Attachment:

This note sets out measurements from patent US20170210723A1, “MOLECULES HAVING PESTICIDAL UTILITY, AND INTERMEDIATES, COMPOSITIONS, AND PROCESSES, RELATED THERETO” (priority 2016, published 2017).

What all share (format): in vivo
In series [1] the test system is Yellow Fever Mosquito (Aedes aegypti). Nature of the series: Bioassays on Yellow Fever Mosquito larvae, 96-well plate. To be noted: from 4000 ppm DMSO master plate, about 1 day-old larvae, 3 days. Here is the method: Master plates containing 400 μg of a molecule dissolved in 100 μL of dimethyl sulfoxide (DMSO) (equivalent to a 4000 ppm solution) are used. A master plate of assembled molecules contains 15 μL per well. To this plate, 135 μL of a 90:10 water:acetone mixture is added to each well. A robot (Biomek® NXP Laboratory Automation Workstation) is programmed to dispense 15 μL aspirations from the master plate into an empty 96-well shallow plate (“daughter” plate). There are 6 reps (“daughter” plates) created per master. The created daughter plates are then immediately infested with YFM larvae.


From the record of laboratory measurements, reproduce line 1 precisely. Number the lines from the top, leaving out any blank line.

This note sets out measurements from patent US20170210723A1, “MOLECULES HAVING PESTICIDAL UTILITY, AND INTERMEDIATES, COMPOSITIONS, AND PROCESSES, RELATED THERETO” (priority 2016, published 2017).